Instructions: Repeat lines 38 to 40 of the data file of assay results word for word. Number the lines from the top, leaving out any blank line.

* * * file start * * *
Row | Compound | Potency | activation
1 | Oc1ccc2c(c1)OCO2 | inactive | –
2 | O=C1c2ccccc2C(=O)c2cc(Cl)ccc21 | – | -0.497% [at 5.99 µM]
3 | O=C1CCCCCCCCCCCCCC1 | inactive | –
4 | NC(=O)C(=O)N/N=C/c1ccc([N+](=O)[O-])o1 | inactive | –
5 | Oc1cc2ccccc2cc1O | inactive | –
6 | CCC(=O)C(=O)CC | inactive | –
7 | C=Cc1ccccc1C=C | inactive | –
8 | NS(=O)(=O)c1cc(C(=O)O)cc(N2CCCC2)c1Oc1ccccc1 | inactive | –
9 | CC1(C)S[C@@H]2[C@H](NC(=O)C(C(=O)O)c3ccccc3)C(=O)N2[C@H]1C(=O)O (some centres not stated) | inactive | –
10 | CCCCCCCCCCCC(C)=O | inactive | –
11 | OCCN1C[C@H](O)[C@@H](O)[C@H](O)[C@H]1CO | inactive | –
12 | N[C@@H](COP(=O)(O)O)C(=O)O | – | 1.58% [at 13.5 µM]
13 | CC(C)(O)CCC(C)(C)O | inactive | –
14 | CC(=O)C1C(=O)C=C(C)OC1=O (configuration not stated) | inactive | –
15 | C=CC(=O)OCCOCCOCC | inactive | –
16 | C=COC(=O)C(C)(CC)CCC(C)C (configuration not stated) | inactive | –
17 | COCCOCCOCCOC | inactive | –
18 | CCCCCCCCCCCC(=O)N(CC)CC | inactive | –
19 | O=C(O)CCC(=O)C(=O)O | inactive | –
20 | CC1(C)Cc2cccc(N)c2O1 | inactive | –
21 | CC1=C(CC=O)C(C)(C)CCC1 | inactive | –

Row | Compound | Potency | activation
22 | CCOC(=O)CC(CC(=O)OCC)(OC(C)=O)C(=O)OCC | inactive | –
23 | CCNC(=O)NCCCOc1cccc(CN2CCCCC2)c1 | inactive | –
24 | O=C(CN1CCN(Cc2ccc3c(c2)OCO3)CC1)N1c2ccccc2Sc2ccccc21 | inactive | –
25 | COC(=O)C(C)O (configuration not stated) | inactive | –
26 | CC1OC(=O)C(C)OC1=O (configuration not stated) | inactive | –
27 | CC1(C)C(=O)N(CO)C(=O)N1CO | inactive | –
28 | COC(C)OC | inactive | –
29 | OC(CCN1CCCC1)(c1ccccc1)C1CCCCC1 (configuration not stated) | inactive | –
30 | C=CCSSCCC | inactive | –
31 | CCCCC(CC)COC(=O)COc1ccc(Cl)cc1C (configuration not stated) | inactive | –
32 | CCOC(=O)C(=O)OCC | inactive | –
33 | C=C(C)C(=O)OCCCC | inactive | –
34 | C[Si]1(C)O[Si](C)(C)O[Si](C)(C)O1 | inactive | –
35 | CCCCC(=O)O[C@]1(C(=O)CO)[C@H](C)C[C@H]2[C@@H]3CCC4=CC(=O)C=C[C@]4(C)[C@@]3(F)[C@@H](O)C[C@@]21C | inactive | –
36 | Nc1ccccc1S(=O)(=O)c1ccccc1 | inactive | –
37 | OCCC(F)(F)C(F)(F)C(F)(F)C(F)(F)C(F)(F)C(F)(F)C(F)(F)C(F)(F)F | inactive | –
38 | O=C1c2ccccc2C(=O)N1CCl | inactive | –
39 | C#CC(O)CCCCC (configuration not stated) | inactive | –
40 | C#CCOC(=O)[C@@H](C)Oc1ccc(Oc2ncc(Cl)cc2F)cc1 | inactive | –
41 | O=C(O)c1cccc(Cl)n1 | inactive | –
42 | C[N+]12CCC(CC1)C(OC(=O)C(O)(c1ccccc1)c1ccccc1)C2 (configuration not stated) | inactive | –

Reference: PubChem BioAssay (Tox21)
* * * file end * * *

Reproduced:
36 | Nc1ccccc1S(=O)(=O)c1ccccc1 | inactive | –
37 | OCCC(F)(F)C(F)(F)C(F)(F)C(F)(F)C(F)(F)C(F)(F)C(F)(F)C(F)(F)F | inactive | –
38 | O=C1c2ccccc2C(=O)N1CCl | inactive | –